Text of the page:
Running is one of the most natural forms of human movement. The ability to run upright on two legs is rare in the world of mammals. Humans posses the combination of long, light bones propelled and stabilized by powerful gluts, quads, and hamstrings. Reciprocal lower extremity and upper extremity motion are made possible by our strong core musculature. Running injuries, however, sideline even the most experienced runners. The simplicity of running is dependent upon a complex sequence of mobility and stability through each of our lower extremity joints. This month I will focus on the ankle joint.
The ankle and foot absorb impact, allow our body to move from flexion (forward stride phase) to extension (propulsion phase), and keep us upright in the process. While extensive running injury prevention focuses on the hips, gluts, and quadriceps, the importance of the ankle is often overlooked. The trails on Mount Sentinel, Mount Jumbo, Blue Mountain, and the Rattlesnake are buff and smooth compared to many of the trails I have encountered while racing. A lack of adequate ankle mobility and strength will likely result in an ankle injury when running or racing on technical, rocky trails. Whether you run on the roads or on the trails, ankle mobility and strength must be incorporated into your training program.
The ankle is comprised of two main joints. The talocrural joint is formed by the tibia bone and the talus bone. The talocrural joint and its associated ligaments basically attach the lower leg to the foot. The surface of the ankle talus bone is smooth and shaped like a dome. The tibia bone glides over the talus, allowing us to pick our foot up, clear the ground, and push off. The subtalar joint is formed by the calcaneus (heel) bone and the bottom of the talus bone. The subtalar joint is responsible for balance reactions (lateral and medial) and provides stability on uneven surfaces. A comprehensive physical therapy evaluation by a therapist who understands the intricacies of the running stride can evaluate your ankle mobility as part of either a preventative consultation or to determine the underlying cause of pain. Inadequate ankle joint motion causes stiffness and increases compression through the ankle. While often not perceptible while running, prolonged ankle stiffness and compression increased the risk of osteoarthritis. If you have already been diagnosed with age-related or trauma-related ankle joint arthritis, reducing joint compression through mobilization can relieve your symptoms.
In order to strengthen the ankle, one must look at the foot and the lower leg (foot intrinsic strength and mobility are a topic for a separate article). The muscles which stabilize and guide the ankle are located on the anterior, posterior, and lateral aspects of the tibia bone. Four planes of motion (plantarflexion, dorsiflexion, inversion, eversion) which are crucial for efficient running must be strengthened both in isolation, and through functional single leg dynamic exercises.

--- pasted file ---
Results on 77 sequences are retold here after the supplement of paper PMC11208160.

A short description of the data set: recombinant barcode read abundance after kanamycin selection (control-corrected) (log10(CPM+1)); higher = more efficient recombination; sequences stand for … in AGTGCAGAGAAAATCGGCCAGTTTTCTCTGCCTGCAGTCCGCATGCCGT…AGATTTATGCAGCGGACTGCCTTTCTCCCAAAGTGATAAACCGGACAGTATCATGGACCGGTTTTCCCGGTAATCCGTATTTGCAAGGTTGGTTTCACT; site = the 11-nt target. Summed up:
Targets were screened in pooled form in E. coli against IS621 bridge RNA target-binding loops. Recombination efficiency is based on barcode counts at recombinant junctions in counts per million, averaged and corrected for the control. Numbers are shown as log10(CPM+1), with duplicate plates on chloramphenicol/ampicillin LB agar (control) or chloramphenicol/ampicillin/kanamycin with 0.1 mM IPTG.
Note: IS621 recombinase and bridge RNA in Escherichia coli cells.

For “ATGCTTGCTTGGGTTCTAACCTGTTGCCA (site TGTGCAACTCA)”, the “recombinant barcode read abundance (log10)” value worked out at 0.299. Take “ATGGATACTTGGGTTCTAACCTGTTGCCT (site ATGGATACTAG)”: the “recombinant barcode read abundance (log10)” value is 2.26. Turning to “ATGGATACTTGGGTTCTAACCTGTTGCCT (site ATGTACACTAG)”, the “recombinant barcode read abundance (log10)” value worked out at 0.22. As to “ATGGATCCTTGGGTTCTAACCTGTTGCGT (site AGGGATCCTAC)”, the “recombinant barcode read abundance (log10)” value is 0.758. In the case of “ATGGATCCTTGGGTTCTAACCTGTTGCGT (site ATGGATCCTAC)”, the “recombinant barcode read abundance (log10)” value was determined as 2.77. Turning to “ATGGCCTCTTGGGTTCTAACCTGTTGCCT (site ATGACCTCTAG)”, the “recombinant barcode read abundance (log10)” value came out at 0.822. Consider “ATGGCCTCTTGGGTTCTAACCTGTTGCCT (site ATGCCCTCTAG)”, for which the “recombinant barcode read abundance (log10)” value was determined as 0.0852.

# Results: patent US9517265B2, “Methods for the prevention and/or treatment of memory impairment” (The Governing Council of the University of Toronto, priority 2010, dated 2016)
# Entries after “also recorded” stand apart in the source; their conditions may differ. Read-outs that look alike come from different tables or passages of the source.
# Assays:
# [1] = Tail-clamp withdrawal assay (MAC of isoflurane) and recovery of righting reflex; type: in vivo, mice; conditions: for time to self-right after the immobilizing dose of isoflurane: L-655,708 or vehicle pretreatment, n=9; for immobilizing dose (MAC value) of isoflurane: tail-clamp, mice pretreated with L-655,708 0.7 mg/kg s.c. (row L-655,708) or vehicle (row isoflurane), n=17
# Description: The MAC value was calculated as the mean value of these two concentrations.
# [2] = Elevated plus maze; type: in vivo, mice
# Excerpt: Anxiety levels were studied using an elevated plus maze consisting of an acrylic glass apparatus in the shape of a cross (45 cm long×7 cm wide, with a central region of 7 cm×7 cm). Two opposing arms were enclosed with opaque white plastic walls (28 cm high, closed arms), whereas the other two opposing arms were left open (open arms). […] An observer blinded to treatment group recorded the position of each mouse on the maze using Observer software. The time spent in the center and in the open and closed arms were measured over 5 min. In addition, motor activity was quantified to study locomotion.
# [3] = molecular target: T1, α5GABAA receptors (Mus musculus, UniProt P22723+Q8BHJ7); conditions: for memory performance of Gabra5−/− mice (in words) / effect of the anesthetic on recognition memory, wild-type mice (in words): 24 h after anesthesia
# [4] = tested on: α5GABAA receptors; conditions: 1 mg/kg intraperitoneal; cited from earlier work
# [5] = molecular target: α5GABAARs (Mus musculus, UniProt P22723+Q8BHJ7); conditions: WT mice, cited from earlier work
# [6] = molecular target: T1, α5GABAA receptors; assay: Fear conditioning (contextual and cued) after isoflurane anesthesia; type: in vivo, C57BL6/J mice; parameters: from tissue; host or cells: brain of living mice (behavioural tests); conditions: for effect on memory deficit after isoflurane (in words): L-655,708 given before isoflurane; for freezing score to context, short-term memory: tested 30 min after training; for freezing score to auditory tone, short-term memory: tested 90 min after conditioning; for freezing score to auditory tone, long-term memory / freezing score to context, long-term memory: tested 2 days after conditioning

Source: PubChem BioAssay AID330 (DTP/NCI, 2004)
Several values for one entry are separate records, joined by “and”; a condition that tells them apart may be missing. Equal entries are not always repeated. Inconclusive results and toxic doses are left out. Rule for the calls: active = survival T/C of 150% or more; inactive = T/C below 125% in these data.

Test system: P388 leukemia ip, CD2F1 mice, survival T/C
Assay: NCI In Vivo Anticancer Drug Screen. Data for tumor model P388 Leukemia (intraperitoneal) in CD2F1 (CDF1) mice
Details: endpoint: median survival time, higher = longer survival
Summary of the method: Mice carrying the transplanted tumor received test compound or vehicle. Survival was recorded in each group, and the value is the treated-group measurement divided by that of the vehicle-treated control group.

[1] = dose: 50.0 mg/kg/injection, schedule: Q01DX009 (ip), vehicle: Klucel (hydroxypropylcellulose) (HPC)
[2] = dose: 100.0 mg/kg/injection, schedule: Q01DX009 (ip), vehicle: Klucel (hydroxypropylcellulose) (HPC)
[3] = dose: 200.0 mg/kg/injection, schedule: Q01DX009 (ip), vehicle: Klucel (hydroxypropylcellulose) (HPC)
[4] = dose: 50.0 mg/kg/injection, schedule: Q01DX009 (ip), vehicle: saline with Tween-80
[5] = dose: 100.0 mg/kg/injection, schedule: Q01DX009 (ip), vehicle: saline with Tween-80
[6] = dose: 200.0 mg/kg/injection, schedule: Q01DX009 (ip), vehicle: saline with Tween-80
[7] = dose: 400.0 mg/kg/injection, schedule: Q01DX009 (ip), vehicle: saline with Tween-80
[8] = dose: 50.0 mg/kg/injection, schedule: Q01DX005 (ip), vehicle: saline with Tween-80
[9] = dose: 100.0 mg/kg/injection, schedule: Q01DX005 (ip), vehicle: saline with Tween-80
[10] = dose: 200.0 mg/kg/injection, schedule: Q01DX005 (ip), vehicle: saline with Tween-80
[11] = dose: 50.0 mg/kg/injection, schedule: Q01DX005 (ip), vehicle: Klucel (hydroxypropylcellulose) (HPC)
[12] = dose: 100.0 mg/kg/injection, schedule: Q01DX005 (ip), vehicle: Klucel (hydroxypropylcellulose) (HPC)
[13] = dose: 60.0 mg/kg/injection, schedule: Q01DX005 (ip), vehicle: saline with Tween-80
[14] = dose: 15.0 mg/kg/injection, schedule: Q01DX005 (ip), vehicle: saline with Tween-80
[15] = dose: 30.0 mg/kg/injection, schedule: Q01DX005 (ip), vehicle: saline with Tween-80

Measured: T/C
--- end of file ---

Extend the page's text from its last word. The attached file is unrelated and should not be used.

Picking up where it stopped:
Below are a few training suggestions to improve your speed and safety while running when the pavement ends and the trail turns into a ridge line. Theraband ankle strengthening is a good start, but incorporating ankle and foot specific single leg balance and mobility exercises in weight bearing will protect and prepare your foot ankle for running.
Single Leg Strengthening Exercises
Stand on one leg with your big toe planted into the floor. Engage your core (gluteal, abdominal, lumbar musculature) and use gravity with or without dumbbells, weight bars, a medicine ball, or a pulley system to teach your body to stabilize in a single leg position. Add dynamic partial squats, trunk rotation, and reaching motions for greater challenge.
Running Specific Agility Training
Moving lightly and confidently on your feet comes only with training. Set up an agility course inside or outside. Work on foot placement, accuracy, eyes open, and eyes closed.
Incorporate plyometrics and bounding in your agility training at a training heart rate.
Practice bounding uphill and rapid foot placement on technical terrain of varying gradients. Try running from rock surface to rock surface rather than avoiding rocks.
Relax when running on technical terrain and let your natural balance reactions and core strength do the stabilizing.
Foot and Ankle Mobility and Strengthening
Protect your lower leg, foot, and ankle from injury and overuse through proper conditioning. Ankle joint mobility is necessary for proper running mechanics and to reduce the risk of ankle sprain. Using a Theraband, move your foot/ankle inward with your toes relaxed and your ankle pointed downwards slightly. Next, move your foot/ankle outward against Theraband resistance with toes relaxed. Finally, pull your ankle upwards towards you with Theraband resistance.
For a comprehensive lower extremity mobility and strength evaluation to take your running to the next level or to address a chronic running injury issue, contact the Sapphire Physical Therapy.
John Fiore, PT
Sapphire Physical Therapy